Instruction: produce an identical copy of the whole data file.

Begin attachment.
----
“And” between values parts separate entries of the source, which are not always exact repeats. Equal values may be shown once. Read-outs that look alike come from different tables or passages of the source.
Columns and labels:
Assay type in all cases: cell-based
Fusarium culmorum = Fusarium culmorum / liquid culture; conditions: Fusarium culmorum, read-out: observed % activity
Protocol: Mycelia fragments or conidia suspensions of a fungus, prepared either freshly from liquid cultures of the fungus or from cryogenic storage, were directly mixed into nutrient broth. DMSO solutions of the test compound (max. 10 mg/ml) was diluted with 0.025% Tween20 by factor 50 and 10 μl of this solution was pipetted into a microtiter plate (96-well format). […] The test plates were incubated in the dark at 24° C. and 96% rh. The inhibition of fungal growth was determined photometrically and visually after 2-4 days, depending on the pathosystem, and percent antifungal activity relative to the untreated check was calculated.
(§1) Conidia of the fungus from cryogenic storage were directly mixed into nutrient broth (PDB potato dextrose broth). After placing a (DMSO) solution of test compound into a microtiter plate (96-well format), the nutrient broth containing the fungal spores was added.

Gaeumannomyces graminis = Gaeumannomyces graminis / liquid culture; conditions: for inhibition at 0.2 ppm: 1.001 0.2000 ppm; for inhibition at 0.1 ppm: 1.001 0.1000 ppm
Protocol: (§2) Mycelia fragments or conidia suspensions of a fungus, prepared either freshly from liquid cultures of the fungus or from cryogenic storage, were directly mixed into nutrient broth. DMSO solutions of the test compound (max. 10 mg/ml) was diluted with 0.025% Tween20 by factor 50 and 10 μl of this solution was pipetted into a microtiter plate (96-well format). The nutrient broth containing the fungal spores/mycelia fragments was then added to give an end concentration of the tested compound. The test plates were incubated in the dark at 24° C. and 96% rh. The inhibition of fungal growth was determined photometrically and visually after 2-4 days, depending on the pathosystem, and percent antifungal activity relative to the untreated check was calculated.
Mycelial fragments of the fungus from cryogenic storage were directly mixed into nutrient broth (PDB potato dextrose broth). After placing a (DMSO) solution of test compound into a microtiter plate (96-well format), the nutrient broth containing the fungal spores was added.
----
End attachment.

“And” between values parts separate entries of the source, which are not always exact repeats. Equal values may be shown once. Read-outs that look alike come from different tables or passages of the source.
Columns and labels:
Assay type in all cases: cell-based
Fusarium culmorum = Fusarium culmorum / liquid culture; conditions: Fusarium culmorum, read-out: observed % activity
Protocol: Mycelia fragments or conidia suspensions of a fungus, prepared either freshly from liquid cultures of the fungus or from cryogenic storage, were directly mixed into nutrient broth. DMSO solutions of the test compound (max. 10 mg/ml) was diluted with 0.025% Tween20 by factor 50 and 10 μl of this solution was pipetted into a microtiter plate (96-well format). […] The test plates were incubated in the dark at 24° C. and 96% rh. The inhibition of fungal growth was determined photometrically and visually after 2-4 days, depending on the pathosystem, and percent antifungal activity relative to the untreated check was calculated.
(§1) Conidia of the fungus from cryogenic storage were directly mixed into nutrient broth (PDB potato dextrose broth). After placing a (DMSO) solution of test compound into a microtiter plate (96-well format), the nutrient broth containing the fungal spores was added.

Gaeumannomyces graminis = Gaeumannomyces graminis / liquid culture; conditions: for inhibition at 0.2 ppm: 1.001 0.2000 ppm; for inhibition at 0.1 ppm: 1.001 0.1000 ppm
Protocol: (§2) Mycelia fragments or conidia suspensions of a fungus, prepared either freshly from liquid cultures of the fungus or from cryogenic storage, were directly mixed into nutrient broth. DMSO solutions of the test compound (max. 10 mg/ml) was diluted with 0.025% Tween20 by factor 50 and 10 μl of this solution was pipetted into a microtiter plate (96-well format). The nutrient broth containing the fungal spores/mycelia fragments was then added to give an end concentration of the tested compound. The test plates were incubated in the dark at 24° C. and 96% rh. The inhibition of fungal growth was determined photometrically and visually after 2-4 days, depending on the pathosystem, and percent antifungal activity relative to the untreated check was calculated.
Mycelial fragments of the fungus from cryogenic storage were directly mixed into nutrient broth (PDB potato dextrose broth). After placing a (DMSO) solution of test compound into a microtiter plate (96-well format), the nutrient broth containing the fungal spores was added.